# How do I Calculate x,y from existing shape geometry using Arcpy?

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09-13-2013 10:34 AM
Occasional Contributor
This seems very easy, but I cannot figure it out.  I need to calculate the X-Coordinate and Y-Coordinate to the appropriate fields in my featureclass (XCoord, YCoord).  I am trying something like this to no avail:

`arcpy.CalculateField_management(Maxtbl, "XCoord", "!shape.extent.XMax!", "PYTHON_9.3", "")`

Maxtbl is set to: r"V:\is\work\mb\Util\MaximoMobile\geodb\TestSnappingSigns.gdb\MaximoSigns_Test" (my feature class).

The shape properties/methods don't seem to be documented very well--where do I find those?
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1 Solution

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MVP Honored Contributor
Thanks,

But I bet your fc is a line feature class.  My feature class is a point.  Does XMax work for points??

No.  It does not.  There is no extent for a point, only for a buffer polygon around a point.  For the X coordinate of the point itself you calculate the X of the point's Centroid.  So it is:

!Shape.Centroid.X!

Here is the help that lists the valid geometry calculations allowed for each feature class type thro...  There are several others available through the Field Calculator, like extent, but an extent means an object has at least the potential to have both height and width, which a point cannot have.
11 Replies
Regular Contributor II
If you use a cursor, you can query each feature for its extent object, which has the properties you seek.
the Extent (arcpy) page in the Help should be of assistance.
There is a sample on that page that queries each feature in a fc for its extent, and prints the values
You would instead use an Update Cursor to perform the same query and then update the
table's fields you have provided for holding these values.
Occasional Contributor
If you use a cursor, you can query each feature for its extent object, which has the properties you seek.
the Extent (arcpy) page in the Help should be of assistance.
There is a sample on that page that queries each feature in a fc for its extent, and prints the values
You would instead use an Update Cursor to perform the same query and then update the
table's fields you have provided for holding these values.

This seems a bit tedious (and slow) when there is a way to calculate geometry in the ArcMap interface.  Isn't there something analgous in Arcpy that will allow me to just calculate the values from the shape properties instead of having to cursor through each record??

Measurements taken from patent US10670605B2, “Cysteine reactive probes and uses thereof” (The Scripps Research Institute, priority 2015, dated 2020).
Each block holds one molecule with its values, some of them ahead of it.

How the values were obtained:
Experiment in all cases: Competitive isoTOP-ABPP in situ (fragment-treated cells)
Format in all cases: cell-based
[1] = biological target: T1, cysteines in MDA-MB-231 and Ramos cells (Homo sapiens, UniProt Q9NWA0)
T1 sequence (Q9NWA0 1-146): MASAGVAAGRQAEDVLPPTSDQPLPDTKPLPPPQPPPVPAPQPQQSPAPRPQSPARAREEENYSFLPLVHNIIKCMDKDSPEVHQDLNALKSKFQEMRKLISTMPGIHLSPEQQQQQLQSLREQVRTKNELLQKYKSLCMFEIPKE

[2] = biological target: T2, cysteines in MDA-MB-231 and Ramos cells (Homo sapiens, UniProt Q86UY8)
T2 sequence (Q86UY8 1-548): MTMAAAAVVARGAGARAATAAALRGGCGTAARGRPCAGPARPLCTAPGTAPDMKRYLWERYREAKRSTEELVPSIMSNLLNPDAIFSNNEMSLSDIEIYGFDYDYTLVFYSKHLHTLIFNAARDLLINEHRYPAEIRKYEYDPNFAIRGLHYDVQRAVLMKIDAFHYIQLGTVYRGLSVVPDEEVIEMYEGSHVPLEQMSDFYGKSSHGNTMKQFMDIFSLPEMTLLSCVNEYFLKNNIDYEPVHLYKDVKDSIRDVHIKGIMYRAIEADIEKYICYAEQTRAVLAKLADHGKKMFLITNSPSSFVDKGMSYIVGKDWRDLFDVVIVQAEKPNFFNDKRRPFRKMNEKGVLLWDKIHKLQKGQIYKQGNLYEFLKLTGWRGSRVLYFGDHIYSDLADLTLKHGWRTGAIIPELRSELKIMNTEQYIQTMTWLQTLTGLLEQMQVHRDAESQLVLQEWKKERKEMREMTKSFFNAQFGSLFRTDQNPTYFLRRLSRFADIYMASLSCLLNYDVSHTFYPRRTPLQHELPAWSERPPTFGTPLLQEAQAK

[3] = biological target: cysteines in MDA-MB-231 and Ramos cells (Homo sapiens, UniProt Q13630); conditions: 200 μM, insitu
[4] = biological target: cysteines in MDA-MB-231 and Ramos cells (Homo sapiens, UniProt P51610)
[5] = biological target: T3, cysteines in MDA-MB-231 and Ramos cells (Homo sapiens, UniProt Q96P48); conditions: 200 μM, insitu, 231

MVP Honored Contributor
This seems very easy, but I cannot figure it out.  I need to calculate the X-Coordinate and Y-Coordinate to the appropriate fields in my featureclass (XCoord, YCoord).  I am trying something like this to no avail:

`arcpy.CalculateField_management(Maxtbl, "XCoord", "!shape.extent.XMax!", "PYTHON_9.3", "")`

Maxtbl is set to: r"V:\is\work\mb\Util\MaximoMobile\geodb\TestSnappingSigns.gdb\MaximoSigns_Test" (my feature class).

The shape properties/methods don't seem to be documented very well--where do I find those?

Many of the geometry calculation examples are contained in this help page.

This specific example seems to match the one you are doing, but is written as though you are doing the calculation in Desktop:

Parser:
Python

Expression:
!shape.extent.XMax!

This was built using ModelBuilder and I know it works for my data.

# Import arcpy module
import arcpy

# Local variables:
CENTERLINE_ROUTES_MERGED = "\\\\Agency\\agencydfs\\Trans\\rfairhur\\Layers\\Centerline_Synch.gdb\\CL_Maint\\CENTERLINE_ROUTES_MERGED"

# Process: Calculate Field
arcpy.CalculateField_management(CENTERLINE_ROUTES_MERGED, "EXTENT_MAXX", "!Shape.extent.XMax!", "PYTHON_9.3", "")

It appears the syntax is identically configured to yours (assuming the fc name and field name were changed for our respective databases), so perhaps the problem is with the rest of your model.  Possibly a lock is being placed on the fc that prevents the calculation from occurring or you mistyped something in the fc name.